Stop your children phubbing you
Barry Collins tackles a very modern problem - getting kids to put their phones down
There is something wrong with young people in society today," said Lord Sugar in a recent debate in the House of Lords. To everyone's surprise, he wasn't talking about contestants on The Apprentice.
"I have seven grandchildren and on the very odd occasion that I am blessed with their coming to my home to have dinner, they sit around the table with their faces buried in their smartphones to such an extent that I have banned the devices from the dining room," Lord Alan of Amstrad moaned. "I urge parents to take a stance to prevent their children spending too much time gazing into these devices."
What's a parent to do? One might suggest replacing the kids' smartphone with an Amstrad E-m@iler the pay-as-you-go email terminals that Sugar made several attempts to flog at the turn of the century because nobody used those devices. But that would be churlish, cynical and potentially libellous, so I won't.
Instead, I'll do something that doesn't come easily I'll sympathise with old Sugar because as a parent of a newly minted teenager and another young daughter, I know full well the infuriating phenomenon of being phubbed': snubbed by someone in favour of their phone.
There are a few ways to deal with this social exclusion zone.First off, there's Lord Sugar's nuclear option: ban all devices from the dinner table. It's not a bad start but prising a smartphone from a teenager's hands is like removing a limpet from a rock with a plastic teaspoon: easier said than done.
The problem is the siren call of notifications. As soon as the phone starts pinging with Snapchat notifications, Instagram posts and whatever else kids use to emoji one another these days, they'll be rushing back to their phones faster than you can say "pass the gravy".
One way to counter this is to apply access controls. Even basic Wi-Fi routers such as the BT Home Hub have the option to block selected devices from accessing the internet during certain times. You can apply these controls while you're eating meals or during set periods each day, so that the kids can't go online after 9pm unless they're using their mobile data, which you can of course ration.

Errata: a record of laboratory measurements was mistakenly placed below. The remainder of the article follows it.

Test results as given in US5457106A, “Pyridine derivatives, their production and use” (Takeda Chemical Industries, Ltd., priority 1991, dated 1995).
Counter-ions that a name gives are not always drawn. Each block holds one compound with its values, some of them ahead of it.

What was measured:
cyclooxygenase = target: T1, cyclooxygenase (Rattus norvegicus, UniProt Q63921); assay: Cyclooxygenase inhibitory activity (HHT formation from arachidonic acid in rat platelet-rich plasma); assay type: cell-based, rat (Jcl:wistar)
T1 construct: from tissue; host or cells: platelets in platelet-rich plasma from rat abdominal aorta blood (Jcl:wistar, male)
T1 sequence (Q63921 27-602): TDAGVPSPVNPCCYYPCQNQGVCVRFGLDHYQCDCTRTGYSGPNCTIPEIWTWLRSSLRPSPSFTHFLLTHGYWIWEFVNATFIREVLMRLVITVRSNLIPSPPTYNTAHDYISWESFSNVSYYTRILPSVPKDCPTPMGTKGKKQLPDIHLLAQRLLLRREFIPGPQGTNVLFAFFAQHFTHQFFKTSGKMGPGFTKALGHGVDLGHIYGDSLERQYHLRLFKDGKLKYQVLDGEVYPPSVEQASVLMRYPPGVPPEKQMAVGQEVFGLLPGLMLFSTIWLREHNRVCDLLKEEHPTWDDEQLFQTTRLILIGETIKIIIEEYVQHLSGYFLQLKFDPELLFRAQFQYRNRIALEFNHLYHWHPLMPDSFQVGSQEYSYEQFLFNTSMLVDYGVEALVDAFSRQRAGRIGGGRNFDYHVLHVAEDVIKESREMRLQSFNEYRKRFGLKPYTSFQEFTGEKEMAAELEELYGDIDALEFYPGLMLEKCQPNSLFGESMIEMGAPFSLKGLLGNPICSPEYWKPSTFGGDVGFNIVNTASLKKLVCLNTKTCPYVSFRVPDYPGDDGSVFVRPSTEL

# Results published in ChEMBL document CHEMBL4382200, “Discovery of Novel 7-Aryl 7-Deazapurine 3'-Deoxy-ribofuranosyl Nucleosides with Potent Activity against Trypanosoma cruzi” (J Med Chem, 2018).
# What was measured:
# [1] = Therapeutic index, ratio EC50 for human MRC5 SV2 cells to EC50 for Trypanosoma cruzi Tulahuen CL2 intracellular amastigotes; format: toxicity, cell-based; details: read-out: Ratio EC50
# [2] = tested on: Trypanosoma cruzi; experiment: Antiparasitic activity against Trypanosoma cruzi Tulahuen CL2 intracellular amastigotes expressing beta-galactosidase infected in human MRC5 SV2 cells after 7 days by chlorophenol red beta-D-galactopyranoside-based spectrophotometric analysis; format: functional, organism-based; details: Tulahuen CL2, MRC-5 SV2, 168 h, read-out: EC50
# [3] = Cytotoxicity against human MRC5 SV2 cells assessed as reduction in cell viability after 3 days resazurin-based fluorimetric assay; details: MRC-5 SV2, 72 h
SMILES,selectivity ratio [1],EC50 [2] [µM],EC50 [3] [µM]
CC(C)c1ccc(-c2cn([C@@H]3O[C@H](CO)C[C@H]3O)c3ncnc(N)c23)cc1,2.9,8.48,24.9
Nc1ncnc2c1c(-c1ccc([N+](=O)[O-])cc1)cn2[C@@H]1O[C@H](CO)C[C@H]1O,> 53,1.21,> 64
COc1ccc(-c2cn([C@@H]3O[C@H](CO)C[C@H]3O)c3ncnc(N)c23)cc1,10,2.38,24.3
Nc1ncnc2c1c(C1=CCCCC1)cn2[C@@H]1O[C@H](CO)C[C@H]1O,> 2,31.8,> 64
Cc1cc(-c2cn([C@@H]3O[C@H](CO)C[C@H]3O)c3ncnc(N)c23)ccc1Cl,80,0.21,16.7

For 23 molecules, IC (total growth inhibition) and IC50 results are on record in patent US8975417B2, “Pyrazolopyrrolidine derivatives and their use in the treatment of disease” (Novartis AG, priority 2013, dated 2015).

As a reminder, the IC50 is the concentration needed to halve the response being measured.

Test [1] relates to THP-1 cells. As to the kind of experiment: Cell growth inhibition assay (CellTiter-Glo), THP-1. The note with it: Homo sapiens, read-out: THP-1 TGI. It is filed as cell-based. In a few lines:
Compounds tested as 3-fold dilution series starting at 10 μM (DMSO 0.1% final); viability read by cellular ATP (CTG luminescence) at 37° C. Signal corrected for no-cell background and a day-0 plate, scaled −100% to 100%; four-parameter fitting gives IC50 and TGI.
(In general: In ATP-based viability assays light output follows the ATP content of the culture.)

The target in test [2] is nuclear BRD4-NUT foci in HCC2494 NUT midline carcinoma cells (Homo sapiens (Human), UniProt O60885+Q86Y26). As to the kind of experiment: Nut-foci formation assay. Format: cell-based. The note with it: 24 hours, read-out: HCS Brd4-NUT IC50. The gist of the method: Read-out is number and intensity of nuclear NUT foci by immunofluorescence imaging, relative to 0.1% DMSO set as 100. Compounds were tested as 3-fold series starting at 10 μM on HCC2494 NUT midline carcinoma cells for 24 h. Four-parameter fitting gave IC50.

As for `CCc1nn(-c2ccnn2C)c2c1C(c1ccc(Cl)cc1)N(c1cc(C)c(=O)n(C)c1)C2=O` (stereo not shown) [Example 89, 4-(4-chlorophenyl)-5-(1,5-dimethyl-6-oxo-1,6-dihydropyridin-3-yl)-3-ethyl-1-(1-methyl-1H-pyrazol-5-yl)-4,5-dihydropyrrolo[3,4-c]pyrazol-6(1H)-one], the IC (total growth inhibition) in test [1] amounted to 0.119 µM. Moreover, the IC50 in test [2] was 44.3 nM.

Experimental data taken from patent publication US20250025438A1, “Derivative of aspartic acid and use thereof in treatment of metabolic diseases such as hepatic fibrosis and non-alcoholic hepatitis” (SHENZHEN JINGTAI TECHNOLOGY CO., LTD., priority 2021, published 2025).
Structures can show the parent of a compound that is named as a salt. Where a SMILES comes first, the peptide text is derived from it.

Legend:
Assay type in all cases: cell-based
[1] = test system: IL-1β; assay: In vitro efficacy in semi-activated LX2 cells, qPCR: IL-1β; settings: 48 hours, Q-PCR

If you're still finding it's a problem, there are dedicated apps such as Screentime, which can be used to impose a prison-style lights out. Screentime's most compelling feature is the house-wide pause' button. If you're fed up with that constant "just finishing this level" cry every time you call your brood to the dinner table, you can press the Pause button on your own phone and all the devices in the house will be locked with an immovable pause screen, making resistance futile. Access to such premium features costs 2.99 per month, but some parents may consider that a price worth paying if it brings the house to order immediately.
The final option is the hardest to implement, but the most effective: parenting. Phubbing people is just rude, and if I'm being honest, my kids probably picked it up from me checking work emails, football scores or something else while sat at the table.
As Lord Giddens noted when Lord Sugar sat down after making his speech: "He has so far looked at his device three times since he finished speaking". Sometimes you reap what you sow.
Main image credit: Bigstock
This article first appeared in Web User
The essential guide to cloud-based backup and disaster recovery
Support business continuity by building a holistic emergency planDownload now
Trends in modern data protection
A comprehensive view of the data protection landscapeDownload now
How do vulnerabilities get into software?
90% of security incidents result from exploits against defects in softwareDownload now
Delivering the future of work - now
The CIO’s guide to building the unified digital workspace for today’s hybrid and multi-cloud strategies.Download now